China moves to smoothen petitioning channels


BEIJING, March 10 (Xinhua) — Kong Rong from east China’s Anhui Province hit the lowest point of her life 10 years ago, when her mother was killed in a traffic accident and left her with a heavy debt from medical and funeral bills.

The driver failed to pay 157,000 yuan (22,700 U.S. dollar) of compensation awarded by the courts. The only breadwinner in his family, he made just subsistence wages and had few assets.

“I went through a really hard time. I told myself not to get sick, because I could not afford to,” Kong, now in her 50s, recalled.

Kong resorted to petitioning the local government. In 2011, she finally received around 8,700 U.S. dollars from a relief fund which used public money to address difficult court cases in which both plaintiff and defendant were poor.

Kong is one of numerous Chinese people to benefit from a petitioning system that dates back to 1950s.

Also known as “letters and calls,” petitioning is the administrative system for hearing public complaints and grievances. In China, petitioners generally see injustice in land acquisition, healthcare, education or environmental protection.

Petition handlers are working to make filing a complaint easier, lately by pushing the process online. China has an online population in excess of 730 million and 95 percent use mobile phones.

The State Bureau for Letters and Calls started receiving petitions via the Internet in July 2013. Last year, some bureaus allowed petitioning through mobile apps and the popular messaging app WeChat.

The number of petitions lodged via the Internet in 2016 was more than double that of a year earlier, said Shu Xiaoqin, head of the State Bureau for Letters and Calls, while meeting reporters at the ongoing annual sessions of China’s national legislature and advisory body.

“Petitioning through the Internet is becoming our main channel,” Shu said, adding that mobile devices accounted for more than half of online submissions this year.

In addition, some local governments have asked legislators, political advisors and scholars to help petitioners. He Zongwen is one.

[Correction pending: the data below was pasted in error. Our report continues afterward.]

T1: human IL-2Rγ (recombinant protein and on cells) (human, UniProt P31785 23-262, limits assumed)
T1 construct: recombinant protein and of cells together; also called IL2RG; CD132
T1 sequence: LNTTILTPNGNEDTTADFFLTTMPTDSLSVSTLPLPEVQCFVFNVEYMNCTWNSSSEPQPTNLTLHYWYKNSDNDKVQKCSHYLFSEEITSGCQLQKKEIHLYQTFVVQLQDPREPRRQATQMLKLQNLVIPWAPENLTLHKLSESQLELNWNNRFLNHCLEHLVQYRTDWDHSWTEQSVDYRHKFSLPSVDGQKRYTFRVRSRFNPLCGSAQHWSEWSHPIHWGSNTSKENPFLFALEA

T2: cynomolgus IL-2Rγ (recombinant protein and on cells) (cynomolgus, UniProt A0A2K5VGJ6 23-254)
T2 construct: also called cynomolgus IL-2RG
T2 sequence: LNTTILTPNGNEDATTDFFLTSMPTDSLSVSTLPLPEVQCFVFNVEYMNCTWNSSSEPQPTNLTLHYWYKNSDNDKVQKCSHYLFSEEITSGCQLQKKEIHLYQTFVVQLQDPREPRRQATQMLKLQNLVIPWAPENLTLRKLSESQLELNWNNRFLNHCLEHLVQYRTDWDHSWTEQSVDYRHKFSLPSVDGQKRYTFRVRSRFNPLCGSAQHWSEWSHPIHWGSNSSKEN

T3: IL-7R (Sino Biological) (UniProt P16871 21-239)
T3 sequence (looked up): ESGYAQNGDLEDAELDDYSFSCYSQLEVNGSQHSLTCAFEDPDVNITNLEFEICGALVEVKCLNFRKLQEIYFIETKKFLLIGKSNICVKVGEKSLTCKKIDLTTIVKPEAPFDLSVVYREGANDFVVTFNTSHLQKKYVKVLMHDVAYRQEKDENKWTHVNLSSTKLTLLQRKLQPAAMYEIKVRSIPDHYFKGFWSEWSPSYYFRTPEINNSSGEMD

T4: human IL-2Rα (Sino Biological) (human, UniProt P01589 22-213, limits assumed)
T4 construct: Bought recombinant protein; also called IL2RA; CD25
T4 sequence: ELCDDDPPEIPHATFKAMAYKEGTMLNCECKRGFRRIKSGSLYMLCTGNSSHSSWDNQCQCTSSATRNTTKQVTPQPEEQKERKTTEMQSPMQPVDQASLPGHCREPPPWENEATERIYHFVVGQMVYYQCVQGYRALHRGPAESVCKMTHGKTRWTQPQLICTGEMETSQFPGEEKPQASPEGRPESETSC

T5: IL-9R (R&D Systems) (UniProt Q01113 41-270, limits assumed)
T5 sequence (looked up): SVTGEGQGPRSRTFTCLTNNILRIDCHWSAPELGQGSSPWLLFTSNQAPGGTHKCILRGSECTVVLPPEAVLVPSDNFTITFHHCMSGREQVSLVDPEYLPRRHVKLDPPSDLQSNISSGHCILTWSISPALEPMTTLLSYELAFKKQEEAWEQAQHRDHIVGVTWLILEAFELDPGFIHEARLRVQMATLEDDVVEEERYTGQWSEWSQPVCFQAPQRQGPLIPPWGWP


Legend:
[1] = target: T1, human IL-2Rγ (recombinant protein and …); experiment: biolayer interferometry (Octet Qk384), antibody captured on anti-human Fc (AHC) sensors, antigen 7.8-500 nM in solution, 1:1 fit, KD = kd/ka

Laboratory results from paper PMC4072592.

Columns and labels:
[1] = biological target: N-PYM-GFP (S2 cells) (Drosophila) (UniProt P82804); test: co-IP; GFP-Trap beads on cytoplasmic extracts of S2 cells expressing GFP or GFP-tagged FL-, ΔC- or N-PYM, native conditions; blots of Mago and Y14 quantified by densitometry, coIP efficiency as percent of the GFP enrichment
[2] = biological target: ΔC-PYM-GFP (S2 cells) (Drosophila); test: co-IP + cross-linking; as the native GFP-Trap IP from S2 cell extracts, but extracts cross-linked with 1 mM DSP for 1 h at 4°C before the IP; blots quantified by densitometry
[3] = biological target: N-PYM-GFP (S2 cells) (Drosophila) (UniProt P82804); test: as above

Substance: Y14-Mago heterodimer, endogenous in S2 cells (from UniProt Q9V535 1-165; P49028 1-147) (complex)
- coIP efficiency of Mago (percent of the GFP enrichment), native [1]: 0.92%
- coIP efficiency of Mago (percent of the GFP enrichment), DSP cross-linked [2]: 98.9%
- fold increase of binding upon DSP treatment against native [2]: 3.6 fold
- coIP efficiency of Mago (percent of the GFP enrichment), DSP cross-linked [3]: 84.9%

In 2011, former truck driver Gong Jianping was severely paralysed in a traffic accident and his wife had to quit her job to take care of him. Since the couple did not have the means to sue for compensation, they petitioned the government.

He, a local political advisor, helped the family bring the case to court and secure compensation of 94,200 U.S. dollars.

“Each political advisor has energy and the hundreds of thousands of political advisors can be an important force in solving social conflicts,” He said.

Petitioning is an important channel for administrative aid and an important way for the Communist Party of China (CPC) to hear public opinion, said Xin Ming, a professor with the Party School of the CPC Central Committee. “Petitioning should work alongside the rule of law.”

Last year, domestic movie “I Am Not Madame Bovary” thrust petitioners into the spotlight. It told the story of a woman who spends years traveling back and forth to Beijing to petition after being swindled by her ex-husband. She meets officials at different levels who interfere with her petition and some are removed from their posts.

The social satire grossed about 69 million U.S. dollars in ticket sales, partly from petition-handling staff.

Responding to a reporter’s question, Shu Xiaoqin said she had watched the movie and pledged to “prevent the plot in the movie from happening in China.”



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